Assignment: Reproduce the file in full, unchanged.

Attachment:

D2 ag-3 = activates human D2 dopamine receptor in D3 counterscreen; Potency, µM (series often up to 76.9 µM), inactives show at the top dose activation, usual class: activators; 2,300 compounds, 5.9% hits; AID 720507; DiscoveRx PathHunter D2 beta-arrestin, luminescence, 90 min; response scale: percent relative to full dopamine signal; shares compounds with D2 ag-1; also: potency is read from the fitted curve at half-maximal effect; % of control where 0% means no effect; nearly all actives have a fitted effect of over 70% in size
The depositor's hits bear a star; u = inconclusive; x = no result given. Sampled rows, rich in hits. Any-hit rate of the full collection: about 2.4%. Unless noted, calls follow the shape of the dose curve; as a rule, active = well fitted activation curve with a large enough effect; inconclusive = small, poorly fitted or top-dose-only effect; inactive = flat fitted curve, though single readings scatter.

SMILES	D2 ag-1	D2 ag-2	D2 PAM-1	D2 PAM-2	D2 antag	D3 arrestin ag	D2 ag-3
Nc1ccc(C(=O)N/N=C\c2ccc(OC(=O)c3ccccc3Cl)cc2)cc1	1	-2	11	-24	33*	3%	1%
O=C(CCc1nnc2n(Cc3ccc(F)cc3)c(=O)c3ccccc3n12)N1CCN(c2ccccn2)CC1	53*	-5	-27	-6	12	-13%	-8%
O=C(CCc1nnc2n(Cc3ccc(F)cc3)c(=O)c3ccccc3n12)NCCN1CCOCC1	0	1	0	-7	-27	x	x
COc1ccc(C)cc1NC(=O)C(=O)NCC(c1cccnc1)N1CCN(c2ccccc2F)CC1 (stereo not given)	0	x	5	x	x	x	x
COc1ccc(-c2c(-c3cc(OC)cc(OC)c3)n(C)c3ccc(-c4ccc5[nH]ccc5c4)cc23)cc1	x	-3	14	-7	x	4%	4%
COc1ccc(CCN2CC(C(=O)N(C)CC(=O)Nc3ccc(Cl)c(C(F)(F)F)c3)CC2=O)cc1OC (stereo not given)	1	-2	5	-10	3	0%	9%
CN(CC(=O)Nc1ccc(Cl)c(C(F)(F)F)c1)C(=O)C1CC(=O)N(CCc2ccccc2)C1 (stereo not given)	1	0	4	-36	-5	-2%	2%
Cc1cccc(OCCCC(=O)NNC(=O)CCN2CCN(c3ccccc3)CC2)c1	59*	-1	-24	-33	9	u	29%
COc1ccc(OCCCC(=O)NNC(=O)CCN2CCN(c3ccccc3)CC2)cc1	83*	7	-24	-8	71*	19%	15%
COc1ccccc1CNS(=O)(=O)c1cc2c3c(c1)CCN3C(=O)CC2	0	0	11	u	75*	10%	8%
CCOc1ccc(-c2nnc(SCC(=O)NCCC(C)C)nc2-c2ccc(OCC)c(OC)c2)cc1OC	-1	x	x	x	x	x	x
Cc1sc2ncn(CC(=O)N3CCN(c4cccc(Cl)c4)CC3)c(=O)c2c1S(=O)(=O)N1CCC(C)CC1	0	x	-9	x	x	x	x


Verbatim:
D2 ag-3 = activates human D2 dopamine receptor in D3 counterscreen; Potency, µM (series often up to 76.9 µM), inactives show at the top dose activation, usual class: activators; 2,300 compounds, 5.9% hits; AID 720507; DiscoveRx PathHunter D2 beta-arrestin, luminescence, 90 min; response scale: percent relative to full dopamine signal; shares compounds with D2 ag-1; also: potency is read from the fitted curve at half-maximal effect; % of control where 0% means no effect; nearly all actives have a fitted effect of over 70% in size
The depositor's hits bear a star; u = inconclusive; x = no result given. Sampled rows, rich in hits. Any-hit rate of the full collection: about 2.4%. Unless noted, calls follow the shape of the dose curve; as a rule, active = well fitted activation curve with a large enough effect; inconclusive = small, poorly fitted or top-dose-only effect; inactive = flat fitted curve, though single readings scatter.

SMILES	D2 ag-1	D2 ag-2	D2 PAM-1	D2 PAM-2	D2 antag	D3 arrestin ag	D2 ag-3
Nc1ccc(C(=O)N/N=C\c2ccc(OC(=O)c3ccccc3Cl)cc2)cc1	1	-2	11	-24	33*	3%	1%
O=C(CCc1nnc2n(Cc3ccc(F)cc3)c(=O)c3ccccc3n12)N1CCN(c2ccccn2)CC1	53*	-5	-27	-6	12	-13%	-8%
O=C(CCc1nnc2n(Cc3ccc(F)cc3)c(=O)c3ccccc3n12)NCCN1CCOCC1	0	1	0	-7	-27	x	x
COc1ccc(C)cc1NC(=O)C(=O)NCC(c1cccnc1)N1CCN(c2ccccc2F)CC1 (stereo not given)	0	x	5	x	x	x	x
COc1ccc(-c2c(-c3cc(OC)cc(OC)c3)n(C)c3ccc(-c4ccc5[nH]ccc5c4)cc23)cc1	x	-3	14	-7	x	4%	4%
COc1ccc(CCN2CC(C(=O)N(C)CC(=O)Nc3ccc(Cl)c(C(F)(F)F)c3)CC2=O)cc1OC (stereo not given)	1	-2	5	-10	3	0%	9%
CN(CC(=O)Nc1ccc(Cl)c(C(F)(F)F)c1)C(=O)C1CC(=O)N(CCc2ccccc2)C1 (stereo not given)	1	0	4	-36	-5	-2%	2%
Cc1cccc(OCCCC(=O)NNC(=O)CCN2CCN(c3ccccc3)CC2)c1	59*	-1	-24	-33	9	u	29%
COc1ccc(OCCCC(=O)NNC(=O)CCN2CCN(c3ccccc3)CC2)cc1	83*	7	-24	-8	71*	19%	15%
COc1ccccc1CNS(=O)(=O)c1cc2c3c(c1)CCN3C(=O)CC2	0	0	11	u	75*	10%	8%
CCOc1ccc(-c2nnc(SCC(=O)NCCC(C)C)nc2-c2ccc(OCC)c(OC)c2)cc1OC	-1	x	x	x	x	x	x
Cc1sc2ncn(CC(=O)N3CCN(c4cccc(Cl)c4)CC3)c(=O)c2c1S(=O)(=O)N1CCC(C)CC1	0	x	-9	x	x	x	x